Computers in German nuclear plant infected with virus

Perhaps this story isn’t surprising, but it’s a warning all the same. Computer viruses spread just as insidiously as their biological counterparts, and good hygiene is essential. I’m willing to bet that none of the staff plugging USB sticks into their office computers believed they were infected – the symptoms only showed up later. Fortunately the plant operator, RWE, kept its administrative IT network separate from the power plant control system, but you can’t be too careful.

Robot monk spreading Buddhist teachings in China

I’ll be honest. I’ve picked this story because I like the picture. I doubt if the cute ‘robot monk’ will convert any convinced non-believers to religion, but visitors to the temple near Beijing can ask basic questions about Buddhist belief and practice without any fear of embarrassment, and anything that helps spread knowledge and understanding must be a good thing.

Rebecca Northfield  Rebecca Northfield, assistant features editor
South African rhinos protected by high-tech network

I love rhinos. They’re wonderful things. They look like armour-clad warriors with the thickest plated skin. And they have majestic, lethal horns. I would give them a good old cuddle if I didn’t think I’d get gored to death or stamped on until my brain oozed out of my skull. The calves are adorable too. Little bundles of 65kg cuteness. Drones, thermal cameras and motion sensors are being installed in a South Africa natural park to try and protect them from poachers. I hate poachers. I’d love it if they got gored to death or stamped on until their brains oozed out of their skulls. The supposed healing properties of rhino horn – which is essentially compacted hair – makes them targets, and they’re brutally slaughtered for it – 1,215 rhinos were killed in 2014 in SA. Absolutely ridiculous. That’s even when they’re monitored and looked after by rangers. Rhino deaths could take over their births by 2018 and they could be completely wiped out by 2025. Such an ancient, stupid myth and the utter ignorance and foolishness of some people is to blame for the demise of these great herbivores. Hopefully, the system will help reduce the death toll and rhinos can plod along on their merry way without having to worry about being attacked by soulless humans. Unicorns are real. They’re just big, grey and grumpy.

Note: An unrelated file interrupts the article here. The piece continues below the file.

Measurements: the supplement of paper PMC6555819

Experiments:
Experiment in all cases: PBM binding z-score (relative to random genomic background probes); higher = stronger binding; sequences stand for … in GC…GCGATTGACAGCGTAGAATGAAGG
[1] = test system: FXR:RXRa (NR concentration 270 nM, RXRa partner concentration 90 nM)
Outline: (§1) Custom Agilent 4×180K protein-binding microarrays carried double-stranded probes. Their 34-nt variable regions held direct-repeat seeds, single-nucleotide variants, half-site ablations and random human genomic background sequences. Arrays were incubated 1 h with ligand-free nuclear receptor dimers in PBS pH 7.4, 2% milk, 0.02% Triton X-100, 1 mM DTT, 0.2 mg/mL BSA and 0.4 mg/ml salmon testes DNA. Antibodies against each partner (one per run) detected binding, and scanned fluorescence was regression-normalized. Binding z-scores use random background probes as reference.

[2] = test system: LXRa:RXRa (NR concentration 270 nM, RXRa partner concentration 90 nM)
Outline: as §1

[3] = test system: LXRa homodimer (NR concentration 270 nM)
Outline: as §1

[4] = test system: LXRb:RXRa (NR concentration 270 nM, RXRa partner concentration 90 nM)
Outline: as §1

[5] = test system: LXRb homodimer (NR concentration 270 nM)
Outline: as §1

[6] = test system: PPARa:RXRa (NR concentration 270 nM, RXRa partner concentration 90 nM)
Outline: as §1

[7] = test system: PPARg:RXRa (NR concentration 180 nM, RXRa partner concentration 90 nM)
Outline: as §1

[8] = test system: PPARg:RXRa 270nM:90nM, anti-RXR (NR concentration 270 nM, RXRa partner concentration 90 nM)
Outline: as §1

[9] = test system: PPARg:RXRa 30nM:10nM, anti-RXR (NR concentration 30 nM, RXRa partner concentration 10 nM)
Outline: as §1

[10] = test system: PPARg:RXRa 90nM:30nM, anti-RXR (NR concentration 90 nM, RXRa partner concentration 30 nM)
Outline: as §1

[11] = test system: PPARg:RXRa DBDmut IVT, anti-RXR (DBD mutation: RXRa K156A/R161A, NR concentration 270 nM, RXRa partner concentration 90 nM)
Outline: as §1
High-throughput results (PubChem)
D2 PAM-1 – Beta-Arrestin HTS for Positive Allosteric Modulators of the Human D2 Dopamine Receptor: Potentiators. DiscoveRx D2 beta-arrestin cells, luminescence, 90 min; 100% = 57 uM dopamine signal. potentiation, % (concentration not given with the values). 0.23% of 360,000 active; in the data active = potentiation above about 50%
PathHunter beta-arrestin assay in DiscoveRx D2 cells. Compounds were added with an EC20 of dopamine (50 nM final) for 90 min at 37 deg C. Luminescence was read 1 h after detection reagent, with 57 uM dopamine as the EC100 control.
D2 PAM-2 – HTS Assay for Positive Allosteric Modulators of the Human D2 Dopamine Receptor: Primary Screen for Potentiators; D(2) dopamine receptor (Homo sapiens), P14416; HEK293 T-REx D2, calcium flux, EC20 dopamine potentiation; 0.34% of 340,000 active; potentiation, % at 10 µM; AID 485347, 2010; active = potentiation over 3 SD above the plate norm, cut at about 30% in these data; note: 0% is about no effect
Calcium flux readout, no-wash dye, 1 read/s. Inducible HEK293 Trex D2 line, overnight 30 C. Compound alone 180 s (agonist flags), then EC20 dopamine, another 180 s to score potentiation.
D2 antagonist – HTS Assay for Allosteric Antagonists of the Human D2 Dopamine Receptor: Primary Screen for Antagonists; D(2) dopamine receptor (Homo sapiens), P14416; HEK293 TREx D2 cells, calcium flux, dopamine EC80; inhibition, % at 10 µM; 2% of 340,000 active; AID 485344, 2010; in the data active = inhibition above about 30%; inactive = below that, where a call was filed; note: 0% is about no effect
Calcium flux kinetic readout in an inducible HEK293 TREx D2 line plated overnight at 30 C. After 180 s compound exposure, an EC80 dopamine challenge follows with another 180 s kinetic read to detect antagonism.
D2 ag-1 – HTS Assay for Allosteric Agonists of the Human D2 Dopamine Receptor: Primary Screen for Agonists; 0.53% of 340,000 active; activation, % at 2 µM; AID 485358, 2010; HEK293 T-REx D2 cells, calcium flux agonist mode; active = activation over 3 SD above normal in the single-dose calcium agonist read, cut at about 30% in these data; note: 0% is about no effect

Georgina Bloomfield  Georgina Bloomfield, digital content editor
Driverless vehicles worry Brits as UK automotive sector soars